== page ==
Social distancing has become the new norm but its application on board public transport has varied. Many operators are operating at a reduced capacity and have applied various methods for enforcing social distancing, including a ban on passengers standing, new seating arrangements or simply asking people to stay a certain distance from one another. With the reduced demand during lockdown, the measures were relatively easy to apply, however, social distancing will be much more difficult as commuters return to work, especially during peak hours. Indeed, social distancing measures on public transport have been abandoned completely in some countries where cases of the virus have been suppressed dramatically.
COVID-19 Security Risks
There are related risks associated with the COVID-19 pandemic which may manifest as the crisis develops in certain countries.
The infection of essential workers and measures to prevent the spread of the virus in critical sectors of the economy have the potential to cause both short- and long-term impacts on critical services and infrastructure. In a worse-case scenario, this could cause disruptions to essential services such as drinking water, electricity, and food production and distribution. The risk of looting and other unrest sparked by poor service delivery increases as the virus spreads.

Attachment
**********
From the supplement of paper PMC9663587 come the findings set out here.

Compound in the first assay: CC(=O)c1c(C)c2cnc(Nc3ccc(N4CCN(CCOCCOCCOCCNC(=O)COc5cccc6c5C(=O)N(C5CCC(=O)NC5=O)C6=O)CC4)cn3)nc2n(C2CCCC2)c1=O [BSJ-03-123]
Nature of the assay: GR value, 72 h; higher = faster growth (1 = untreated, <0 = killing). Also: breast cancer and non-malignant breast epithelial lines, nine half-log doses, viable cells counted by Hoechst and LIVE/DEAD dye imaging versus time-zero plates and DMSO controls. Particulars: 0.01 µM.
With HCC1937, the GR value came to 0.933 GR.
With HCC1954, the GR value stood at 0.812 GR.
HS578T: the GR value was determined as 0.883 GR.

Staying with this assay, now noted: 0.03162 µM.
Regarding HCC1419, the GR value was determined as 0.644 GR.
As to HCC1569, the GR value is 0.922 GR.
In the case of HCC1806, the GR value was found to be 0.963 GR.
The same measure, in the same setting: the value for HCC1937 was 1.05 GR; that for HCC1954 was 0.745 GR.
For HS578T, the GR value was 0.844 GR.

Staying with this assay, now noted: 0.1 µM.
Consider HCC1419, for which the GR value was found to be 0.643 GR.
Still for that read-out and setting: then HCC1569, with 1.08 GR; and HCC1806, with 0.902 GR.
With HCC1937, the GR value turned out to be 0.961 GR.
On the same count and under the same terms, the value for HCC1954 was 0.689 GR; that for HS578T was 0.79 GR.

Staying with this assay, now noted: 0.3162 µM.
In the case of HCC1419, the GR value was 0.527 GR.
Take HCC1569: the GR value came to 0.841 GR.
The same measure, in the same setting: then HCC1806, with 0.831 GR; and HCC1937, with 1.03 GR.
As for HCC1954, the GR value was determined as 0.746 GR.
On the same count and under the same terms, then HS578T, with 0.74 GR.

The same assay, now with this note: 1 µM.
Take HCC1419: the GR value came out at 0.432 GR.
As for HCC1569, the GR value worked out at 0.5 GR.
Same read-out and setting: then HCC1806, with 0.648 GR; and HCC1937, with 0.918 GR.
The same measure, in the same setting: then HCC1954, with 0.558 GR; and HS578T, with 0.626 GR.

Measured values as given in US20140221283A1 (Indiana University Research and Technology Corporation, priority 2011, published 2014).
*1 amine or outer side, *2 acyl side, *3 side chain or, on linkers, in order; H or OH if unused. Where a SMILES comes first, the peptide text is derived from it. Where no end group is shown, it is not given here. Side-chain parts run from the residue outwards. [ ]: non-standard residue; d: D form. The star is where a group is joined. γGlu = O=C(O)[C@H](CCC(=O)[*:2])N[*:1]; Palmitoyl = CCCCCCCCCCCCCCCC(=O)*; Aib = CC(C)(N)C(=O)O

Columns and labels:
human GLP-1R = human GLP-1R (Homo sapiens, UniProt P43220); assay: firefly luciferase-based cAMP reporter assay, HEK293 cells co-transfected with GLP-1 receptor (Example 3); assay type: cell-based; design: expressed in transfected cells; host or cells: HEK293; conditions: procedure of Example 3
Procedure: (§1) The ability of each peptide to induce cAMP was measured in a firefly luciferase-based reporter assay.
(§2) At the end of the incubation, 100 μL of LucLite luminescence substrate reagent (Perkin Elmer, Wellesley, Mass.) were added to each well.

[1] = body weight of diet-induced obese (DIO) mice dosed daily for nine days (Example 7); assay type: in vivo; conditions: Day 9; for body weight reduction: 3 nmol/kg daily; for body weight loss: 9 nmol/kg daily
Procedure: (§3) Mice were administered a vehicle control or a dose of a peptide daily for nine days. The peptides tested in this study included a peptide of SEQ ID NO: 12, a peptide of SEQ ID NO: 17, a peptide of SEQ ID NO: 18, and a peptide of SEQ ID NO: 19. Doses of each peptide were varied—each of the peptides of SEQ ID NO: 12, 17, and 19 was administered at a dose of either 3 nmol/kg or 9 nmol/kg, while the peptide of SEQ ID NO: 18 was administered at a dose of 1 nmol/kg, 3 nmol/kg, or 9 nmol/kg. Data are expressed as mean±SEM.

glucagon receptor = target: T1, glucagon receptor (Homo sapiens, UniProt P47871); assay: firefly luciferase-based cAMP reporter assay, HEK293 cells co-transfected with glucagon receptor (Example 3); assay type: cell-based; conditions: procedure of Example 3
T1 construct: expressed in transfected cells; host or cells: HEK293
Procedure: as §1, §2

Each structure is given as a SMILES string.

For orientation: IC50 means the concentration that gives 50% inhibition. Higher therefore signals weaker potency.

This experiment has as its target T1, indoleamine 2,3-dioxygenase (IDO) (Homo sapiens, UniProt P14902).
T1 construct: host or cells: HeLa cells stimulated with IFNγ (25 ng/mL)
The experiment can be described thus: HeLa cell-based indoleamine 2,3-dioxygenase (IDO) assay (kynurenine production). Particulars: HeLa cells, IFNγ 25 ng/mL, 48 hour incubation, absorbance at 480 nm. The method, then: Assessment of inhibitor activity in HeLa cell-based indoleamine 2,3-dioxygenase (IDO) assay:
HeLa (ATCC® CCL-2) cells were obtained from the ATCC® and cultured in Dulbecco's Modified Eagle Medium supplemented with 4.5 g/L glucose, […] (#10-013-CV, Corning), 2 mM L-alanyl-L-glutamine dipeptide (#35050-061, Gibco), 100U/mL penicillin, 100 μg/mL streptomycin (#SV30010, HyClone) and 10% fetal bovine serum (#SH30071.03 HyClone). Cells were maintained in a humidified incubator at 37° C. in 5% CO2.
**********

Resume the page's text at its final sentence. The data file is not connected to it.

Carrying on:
In addition to service disruptions caused directly by the outbreak, workers may strike or participate in other forms of labor action. Warehouse, delivery, and healthcare workers have already walked off the job in several countries over a lack of protective equipment and other work conditions. Further strikes are certain and carry the potential to disrupt essential services.
Protests and Unrest
Some populations may respond with hostility to prolonged movement controls – such as curfews or household lockdowns – invasive government tracking or the economic impact of COVID-19-related measures. The perception that personal freedoms are under attack has led to protests in many countries around the world. Likewise, proposals for temporary treatment and isolation facilities or the burial of COVID-19 fatalities have led to protests by local residents in several countries. Further unrest directed at authorities and symbols of the government is possible and may have a negative impact on the containment of the virus. As governments continue their vaccine roll-out, protests by growing anti-vaccine and anti-expert movements are also occurring.